Interestingly, the Court found authority for arbitral summary judgment in Rule L-4 of the Large, Complex Commercial Case Procedures of the AAA Commercial Arbitration Rules.  Rule L-4 only states generally that arbitrators may “take such steps as they may deem necessary or desirable to avoid delay and to achieve a just, speedy and cost-effective resolution of Large, Complex Commercial Cases.”  Notably, the 2009 AAA Commercial Arbitration Rules did not include a provision expressly referring to summary dispositions, unlike Rule R-33 of the current 2013 version of those Rules which does conditionally authorize dispositive motions (“R-33.  Dispositive Motions.  The arbitrator may allow the filing of and make rulings upon a dispositive motion only if the arbitrator determines that the moving party has shown that the motion is likely to succeed and dispose of or narrow the issues in the case.”).

While the arbitration agreements do not expressly permit summary disposition, they do not expressly prohibit it either. The agreements invoke the 2009 AAA rules, which provide a set of procedural rules including requiring arbitrators to “take such steps as they may deem necessary or desirable to avoid delay and to achieve a just, speedy and cost-effective resolution of Large, Complex Commercial Cases.” Rule L-4, AAA Commercial Arbitration Rules and Mediation Procedures (2009 ed.).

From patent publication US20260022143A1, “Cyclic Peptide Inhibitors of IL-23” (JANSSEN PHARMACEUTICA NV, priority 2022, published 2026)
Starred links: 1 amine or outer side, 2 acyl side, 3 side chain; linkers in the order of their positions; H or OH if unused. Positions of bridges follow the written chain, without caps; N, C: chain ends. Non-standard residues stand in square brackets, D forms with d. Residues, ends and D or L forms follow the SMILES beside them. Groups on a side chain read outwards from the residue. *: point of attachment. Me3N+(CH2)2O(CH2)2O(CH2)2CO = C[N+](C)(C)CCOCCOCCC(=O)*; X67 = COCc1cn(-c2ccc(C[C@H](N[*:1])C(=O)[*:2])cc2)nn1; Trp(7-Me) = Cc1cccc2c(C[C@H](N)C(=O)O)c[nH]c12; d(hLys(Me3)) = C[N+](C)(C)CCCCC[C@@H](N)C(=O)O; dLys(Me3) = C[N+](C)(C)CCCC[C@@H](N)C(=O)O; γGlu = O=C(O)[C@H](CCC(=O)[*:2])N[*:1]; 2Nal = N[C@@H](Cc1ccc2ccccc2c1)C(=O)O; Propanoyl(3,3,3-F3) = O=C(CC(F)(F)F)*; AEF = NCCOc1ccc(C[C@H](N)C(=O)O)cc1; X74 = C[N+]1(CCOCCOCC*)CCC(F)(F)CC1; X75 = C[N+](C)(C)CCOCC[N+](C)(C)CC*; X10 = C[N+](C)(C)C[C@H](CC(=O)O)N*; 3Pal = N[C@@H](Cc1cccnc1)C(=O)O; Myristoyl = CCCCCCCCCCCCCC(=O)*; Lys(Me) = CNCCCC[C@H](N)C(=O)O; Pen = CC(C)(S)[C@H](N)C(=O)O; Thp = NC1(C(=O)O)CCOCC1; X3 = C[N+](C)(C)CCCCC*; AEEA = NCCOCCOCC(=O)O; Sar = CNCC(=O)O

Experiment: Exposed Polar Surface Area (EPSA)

Perhaps sensing that he was relying only general authority under the Rules, Judge Stamp also buttressed his conclusion by asserting that result was consistent in any event with the civil procedure rules of the two states (“Further, the Rules of Civil Procedure of Tennessee and West Virginia allow for the dismissal of or summary judgment on legally insufficient claims.”).  At bottom, though, the District Court applied a deferential standard of review to the arbitrator’s decision that he had authority under the 2009 AAA Commercial Arbitration Rules to grant summary disposition.